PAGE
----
And we now have enough film recommendations to start a Podcast film festival! We don’t have time to mention them all but ibtissemdz and gladiator, both from Algeria, mentioned The Battle of Algiers. TKazeroooni recommends an Iranian film called Marmoolak – it means ‘The Lizard’. Both sheileng and michelle in Brazil recommend Tropa de Elite (Elite Squad) and I’ll be looking out for a Russian film called ‘Vysotsky (Thank god I’m alive) recommended by Tanya Klimova. Oh, and Umi from Indonesia says we should see a film called Laskar Pelangi, which means ‘The Rainbow Troops’, and she also offers some good advice on learning English – thanks Umi!

We must give a special mention to Langtucoiam in Vietnam who remembers a very special cinema visit. He says: ‘I will never forget the film "King Kong" because it was really fantastic and after this film one of my classmates became my girl-friend and now she is my wife.’ How romantic!

Finally though, we mustn’t forget that not everybody likes the cinema. Christopher in Brazil says ‘it isn’t good to be inside a dark warm room with very loud noises’, but maybe the best advice is from j d trzsnyai in Romania:

I don't really like going to the cinema. I much prefer reading a good book or studying English with your podcasts.

That’s my favourite advice!

As usual, thank you all for all your great comments and sorry we can’t mention them all. As usual, please let us know what you think by writing to us at www.britishcouncil.org/learnenglish or look for us on Facebook.

Now it’s time to catch up with Tess and Ravi. In these podcasts they’ve been looking at things that people think are typically British – things you think about when you think about Britain. I wonder what they’ll tell us today…
 

Tess and Ravi

Ravi: Excuse me. Could I possibly have a cup of tea, please?

Tess: Certainly, sir, here you are.

Ravi: Ah, thank you. How much is that, please?

Tess: Thank you. Two pounds, please.

Ravi: Thank you. Here you are, five pounds.

Tess: Ah! Thank you. And here’s three pounds change, thank you.

Ravi: Ah, thank you!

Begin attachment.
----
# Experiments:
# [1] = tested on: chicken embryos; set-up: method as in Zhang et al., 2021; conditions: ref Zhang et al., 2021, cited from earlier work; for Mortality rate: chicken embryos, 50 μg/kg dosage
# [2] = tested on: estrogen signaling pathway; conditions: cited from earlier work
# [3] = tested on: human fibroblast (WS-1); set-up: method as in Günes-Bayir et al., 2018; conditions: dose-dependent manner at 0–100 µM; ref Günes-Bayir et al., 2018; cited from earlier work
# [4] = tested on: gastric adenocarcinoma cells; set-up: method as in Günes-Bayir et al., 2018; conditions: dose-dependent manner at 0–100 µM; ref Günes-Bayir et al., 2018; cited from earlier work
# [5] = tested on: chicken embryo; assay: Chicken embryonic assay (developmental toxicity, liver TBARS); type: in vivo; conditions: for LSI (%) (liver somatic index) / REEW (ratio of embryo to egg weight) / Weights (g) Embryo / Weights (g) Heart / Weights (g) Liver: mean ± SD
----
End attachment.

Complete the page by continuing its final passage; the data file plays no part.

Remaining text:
Tess: Hi, it’s us, Tess and Ravi, and that little conversation might give you an idea of what we’re talking about today.

Ravi: As usual, we’re going to look at something you, our listeners, think you know about Britain – some typically British things – and today, we’re going to talk about British politeness.

Tess: Lots of people think that the British are very polite. What do you think, Ravi?

Ravi: Hmm, I don’t know. I think it’s quite old-fashioned, don’t you? London certainly doesn’t feel very polite in rush hour in the morning.

Tess: I think one thing that makes people think we’re polite is that we say ‘please’ and ‘thank you’ a lot – like you and I did just then. I don’t think people say ‘please’ and ‘thank you’ so much in other places.

Ravi: Really?

Tess: Yeah. My Spanish friend said that when she first came to visit Britain, when she went to a café, she’d say ‘A coffee’ – not ‘A coffee, please’ because in Spain people don’t say ‘please’ so often. For me, it feels quite rude, quite impolite, if you don’t say ‘please’ when you ask for something in a shop.

Ravi: Yeah, but it can get silly sometimes, saying ‘please’ and ‘thank you’ all the time. Anyway, just saying ‘please’ and ‘thank you’ a lot doesn’t mean you’re polite. I think London feels quite impolite; I think people in Manchester are more polite than they are here in London.

Tess: Well, you would say that, you’re from Manchester, but you might be right – capital cities are often very different from the rest of the country. The other thing my friend thought was funny about English is our polite language, like, ‘Excuse me, I’m very sorry, but I wonder if I could ask you a question’ – that kind of thing.